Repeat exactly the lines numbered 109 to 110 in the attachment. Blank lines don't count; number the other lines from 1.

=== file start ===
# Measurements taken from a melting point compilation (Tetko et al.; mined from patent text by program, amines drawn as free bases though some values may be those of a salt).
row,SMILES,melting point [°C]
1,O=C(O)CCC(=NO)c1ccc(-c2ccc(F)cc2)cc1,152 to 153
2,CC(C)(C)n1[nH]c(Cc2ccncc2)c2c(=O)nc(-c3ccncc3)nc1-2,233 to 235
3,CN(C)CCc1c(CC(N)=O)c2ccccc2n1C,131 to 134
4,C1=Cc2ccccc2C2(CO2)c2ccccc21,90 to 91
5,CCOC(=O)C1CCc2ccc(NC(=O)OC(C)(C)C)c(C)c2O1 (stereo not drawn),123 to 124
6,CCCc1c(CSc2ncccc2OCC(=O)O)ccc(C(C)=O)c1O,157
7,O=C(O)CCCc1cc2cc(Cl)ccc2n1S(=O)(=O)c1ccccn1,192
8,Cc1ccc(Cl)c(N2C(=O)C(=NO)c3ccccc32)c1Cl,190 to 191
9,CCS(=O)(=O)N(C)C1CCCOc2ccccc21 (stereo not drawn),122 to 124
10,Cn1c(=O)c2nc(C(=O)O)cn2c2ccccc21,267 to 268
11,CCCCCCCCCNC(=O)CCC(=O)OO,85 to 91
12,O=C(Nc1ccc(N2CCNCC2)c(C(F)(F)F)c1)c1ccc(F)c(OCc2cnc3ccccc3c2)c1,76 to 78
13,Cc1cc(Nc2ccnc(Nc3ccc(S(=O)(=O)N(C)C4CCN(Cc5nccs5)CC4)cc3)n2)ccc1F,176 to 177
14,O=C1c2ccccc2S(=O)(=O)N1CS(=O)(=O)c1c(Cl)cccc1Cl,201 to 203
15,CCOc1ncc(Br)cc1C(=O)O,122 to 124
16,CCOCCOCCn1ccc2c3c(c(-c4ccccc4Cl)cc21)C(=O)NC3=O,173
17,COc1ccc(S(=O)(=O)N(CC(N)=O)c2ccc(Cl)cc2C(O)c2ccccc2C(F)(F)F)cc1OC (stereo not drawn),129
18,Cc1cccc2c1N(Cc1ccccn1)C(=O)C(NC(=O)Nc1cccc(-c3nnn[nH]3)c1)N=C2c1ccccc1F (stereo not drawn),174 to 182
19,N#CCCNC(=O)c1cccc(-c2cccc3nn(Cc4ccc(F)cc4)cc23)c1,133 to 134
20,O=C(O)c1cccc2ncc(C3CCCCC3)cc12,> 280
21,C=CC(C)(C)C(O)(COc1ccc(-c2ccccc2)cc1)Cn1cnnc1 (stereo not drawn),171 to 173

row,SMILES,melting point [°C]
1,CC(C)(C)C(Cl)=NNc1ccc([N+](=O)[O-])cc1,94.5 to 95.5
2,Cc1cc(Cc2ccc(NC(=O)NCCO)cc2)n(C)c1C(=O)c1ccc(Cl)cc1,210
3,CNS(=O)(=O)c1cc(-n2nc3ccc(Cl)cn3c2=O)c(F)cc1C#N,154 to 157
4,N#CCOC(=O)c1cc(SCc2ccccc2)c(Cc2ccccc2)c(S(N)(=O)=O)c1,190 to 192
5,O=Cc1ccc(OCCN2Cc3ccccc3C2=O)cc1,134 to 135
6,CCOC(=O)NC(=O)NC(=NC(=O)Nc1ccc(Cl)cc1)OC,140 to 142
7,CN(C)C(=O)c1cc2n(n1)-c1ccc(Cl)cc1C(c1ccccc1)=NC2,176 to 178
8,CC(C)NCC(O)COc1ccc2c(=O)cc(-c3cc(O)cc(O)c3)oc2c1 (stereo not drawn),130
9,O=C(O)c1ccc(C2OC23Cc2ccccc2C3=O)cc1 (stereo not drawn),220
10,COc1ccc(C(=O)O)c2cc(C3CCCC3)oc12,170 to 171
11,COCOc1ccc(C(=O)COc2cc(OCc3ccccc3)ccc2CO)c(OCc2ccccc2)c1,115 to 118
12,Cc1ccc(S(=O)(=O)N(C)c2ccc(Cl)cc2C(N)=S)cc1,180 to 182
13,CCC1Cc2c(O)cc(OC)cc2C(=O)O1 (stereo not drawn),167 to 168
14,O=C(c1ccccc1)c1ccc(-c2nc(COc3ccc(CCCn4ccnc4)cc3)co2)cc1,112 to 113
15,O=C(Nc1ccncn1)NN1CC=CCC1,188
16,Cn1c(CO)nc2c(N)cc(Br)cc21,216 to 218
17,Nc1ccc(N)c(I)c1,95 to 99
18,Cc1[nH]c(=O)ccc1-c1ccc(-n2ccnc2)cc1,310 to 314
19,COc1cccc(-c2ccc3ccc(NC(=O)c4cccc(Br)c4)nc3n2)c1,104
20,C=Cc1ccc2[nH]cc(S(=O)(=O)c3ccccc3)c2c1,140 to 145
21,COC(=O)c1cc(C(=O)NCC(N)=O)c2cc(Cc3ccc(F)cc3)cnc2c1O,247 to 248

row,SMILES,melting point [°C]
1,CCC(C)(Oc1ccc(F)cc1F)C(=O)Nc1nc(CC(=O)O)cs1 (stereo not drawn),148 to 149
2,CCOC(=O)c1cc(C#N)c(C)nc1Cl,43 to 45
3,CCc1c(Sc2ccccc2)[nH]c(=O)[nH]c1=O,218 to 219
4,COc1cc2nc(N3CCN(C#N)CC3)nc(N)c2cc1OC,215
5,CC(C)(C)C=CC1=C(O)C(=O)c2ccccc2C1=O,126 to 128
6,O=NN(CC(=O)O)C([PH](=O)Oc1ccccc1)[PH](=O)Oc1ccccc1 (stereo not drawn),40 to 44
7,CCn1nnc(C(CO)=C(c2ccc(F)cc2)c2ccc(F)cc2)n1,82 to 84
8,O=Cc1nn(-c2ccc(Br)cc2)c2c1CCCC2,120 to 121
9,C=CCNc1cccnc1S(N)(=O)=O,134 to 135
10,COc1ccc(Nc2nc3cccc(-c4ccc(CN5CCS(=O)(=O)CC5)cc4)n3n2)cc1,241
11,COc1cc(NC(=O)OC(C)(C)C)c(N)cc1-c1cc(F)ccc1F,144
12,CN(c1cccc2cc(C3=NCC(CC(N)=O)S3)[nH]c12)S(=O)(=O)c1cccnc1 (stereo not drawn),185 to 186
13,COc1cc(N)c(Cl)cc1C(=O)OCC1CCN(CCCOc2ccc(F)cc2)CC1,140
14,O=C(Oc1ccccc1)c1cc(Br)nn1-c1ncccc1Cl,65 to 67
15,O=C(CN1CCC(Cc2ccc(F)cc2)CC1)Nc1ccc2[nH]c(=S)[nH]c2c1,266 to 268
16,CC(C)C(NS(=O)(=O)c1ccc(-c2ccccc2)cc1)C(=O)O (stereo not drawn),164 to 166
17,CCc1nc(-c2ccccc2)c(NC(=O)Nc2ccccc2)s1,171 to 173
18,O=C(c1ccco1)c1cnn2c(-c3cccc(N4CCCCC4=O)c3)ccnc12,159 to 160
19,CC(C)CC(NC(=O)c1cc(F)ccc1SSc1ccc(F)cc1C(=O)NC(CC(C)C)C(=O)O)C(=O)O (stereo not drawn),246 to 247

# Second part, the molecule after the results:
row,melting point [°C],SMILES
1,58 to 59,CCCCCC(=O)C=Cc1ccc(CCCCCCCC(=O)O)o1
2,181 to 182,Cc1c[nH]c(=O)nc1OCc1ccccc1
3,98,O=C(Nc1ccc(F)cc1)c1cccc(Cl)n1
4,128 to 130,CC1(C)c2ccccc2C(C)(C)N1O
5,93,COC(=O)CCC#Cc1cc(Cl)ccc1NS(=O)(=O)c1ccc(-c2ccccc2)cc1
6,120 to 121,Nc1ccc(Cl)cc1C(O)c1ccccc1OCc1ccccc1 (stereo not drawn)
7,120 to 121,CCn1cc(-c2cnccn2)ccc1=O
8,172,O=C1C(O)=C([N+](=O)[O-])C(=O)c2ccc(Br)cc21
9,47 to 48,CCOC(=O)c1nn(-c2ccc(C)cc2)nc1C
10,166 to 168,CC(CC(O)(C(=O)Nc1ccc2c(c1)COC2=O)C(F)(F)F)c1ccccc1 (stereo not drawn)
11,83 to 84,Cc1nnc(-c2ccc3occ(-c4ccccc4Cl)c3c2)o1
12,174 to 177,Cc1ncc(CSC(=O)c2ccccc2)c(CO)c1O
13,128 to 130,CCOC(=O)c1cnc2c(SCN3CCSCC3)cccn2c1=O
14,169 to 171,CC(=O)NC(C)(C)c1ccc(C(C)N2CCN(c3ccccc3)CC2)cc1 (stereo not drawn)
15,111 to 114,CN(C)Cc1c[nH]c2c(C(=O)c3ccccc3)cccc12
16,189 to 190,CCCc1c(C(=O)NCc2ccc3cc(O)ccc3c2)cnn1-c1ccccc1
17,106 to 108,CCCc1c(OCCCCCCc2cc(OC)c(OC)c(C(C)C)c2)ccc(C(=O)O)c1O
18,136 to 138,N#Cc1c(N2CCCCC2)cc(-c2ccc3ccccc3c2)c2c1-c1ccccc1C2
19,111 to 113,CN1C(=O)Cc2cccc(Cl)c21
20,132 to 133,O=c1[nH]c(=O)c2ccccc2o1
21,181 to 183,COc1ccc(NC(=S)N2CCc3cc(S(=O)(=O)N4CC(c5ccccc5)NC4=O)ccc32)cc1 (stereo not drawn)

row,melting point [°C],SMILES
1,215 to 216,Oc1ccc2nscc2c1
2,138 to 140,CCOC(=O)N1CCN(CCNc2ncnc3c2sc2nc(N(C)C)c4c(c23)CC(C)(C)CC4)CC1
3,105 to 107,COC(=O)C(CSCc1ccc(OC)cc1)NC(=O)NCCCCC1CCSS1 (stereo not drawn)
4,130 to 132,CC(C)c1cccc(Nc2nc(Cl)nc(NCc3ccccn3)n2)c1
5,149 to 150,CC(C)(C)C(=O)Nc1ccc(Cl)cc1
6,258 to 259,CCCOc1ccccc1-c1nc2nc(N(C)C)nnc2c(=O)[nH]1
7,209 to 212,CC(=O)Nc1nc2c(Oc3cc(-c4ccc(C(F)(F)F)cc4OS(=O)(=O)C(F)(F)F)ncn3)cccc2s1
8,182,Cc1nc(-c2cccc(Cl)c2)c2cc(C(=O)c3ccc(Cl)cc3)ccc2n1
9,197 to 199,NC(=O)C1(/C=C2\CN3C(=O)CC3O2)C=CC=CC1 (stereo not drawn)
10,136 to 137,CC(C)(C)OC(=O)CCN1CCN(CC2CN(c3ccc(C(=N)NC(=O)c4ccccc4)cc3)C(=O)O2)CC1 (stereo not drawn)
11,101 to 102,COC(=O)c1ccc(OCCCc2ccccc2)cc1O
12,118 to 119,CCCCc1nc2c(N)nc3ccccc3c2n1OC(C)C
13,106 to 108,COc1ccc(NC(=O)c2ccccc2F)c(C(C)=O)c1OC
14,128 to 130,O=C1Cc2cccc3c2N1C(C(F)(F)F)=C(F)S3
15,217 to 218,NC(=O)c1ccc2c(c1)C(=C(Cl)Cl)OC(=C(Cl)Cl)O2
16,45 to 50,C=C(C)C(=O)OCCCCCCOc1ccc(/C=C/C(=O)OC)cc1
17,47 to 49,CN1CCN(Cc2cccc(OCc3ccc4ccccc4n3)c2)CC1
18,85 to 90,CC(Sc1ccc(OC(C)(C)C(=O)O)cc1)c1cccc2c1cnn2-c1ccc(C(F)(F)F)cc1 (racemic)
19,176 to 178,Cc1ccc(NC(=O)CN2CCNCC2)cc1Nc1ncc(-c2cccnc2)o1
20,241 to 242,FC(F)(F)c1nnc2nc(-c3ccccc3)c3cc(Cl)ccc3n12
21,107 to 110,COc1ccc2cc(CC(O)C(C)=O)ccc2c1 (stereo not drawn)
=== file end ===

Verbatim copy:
20,241 to 242,FC(F)(F)c1nnc2nc(-c3ccccc3)c3cc(Cl)ccc3n12
21,107 to 110,COc1ccc2cc(CC(O)C(C)=O)ccc2c1 (stereo not drawn)